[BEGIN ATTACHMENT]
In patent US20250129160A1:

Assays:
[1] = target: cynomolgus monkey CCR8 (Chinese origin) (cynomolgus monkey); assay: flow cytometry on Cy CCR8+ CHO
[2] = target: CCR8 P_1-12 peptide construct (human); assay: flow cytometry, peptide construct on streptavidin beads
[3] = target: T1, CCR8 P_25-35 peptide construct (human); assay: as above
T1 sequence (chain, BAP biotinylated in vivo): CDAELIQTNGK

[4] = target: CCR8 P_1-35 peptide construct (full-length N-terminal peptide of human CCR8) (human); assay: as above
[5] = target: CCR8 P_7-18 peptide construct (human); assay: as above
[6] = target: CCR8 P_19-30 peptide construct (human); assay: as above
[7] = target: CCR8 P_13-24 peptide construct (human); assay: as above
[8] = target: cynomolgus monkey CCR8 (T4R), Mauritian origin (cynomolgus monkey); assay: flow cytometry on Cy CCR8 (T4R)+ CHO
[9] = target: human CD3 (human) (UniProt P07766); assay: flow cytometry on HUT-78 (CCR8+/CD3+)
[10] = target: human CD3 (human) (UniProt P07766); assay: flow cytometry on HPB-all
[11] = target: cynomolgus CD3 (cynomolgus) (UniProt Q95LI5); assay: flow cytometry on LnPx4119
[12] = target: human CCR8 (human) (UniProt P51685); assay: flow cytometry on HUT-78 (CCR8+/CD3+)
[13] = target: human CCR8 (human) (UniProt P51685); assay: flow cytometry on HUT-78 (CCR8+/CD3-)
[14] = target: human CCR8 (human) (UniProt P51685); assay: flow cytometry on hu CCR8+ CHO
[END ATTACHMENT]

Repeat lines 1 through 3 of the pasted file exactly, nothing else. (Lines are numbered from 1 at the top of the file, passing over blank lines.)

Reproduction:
In patent US20250129160A1:

Assays:
[1] = target: cynomolgus monkey CCR8 (Chinese origin) (cynomolgus monkey); assay: flow cytometry on Cy CCR8+ CHO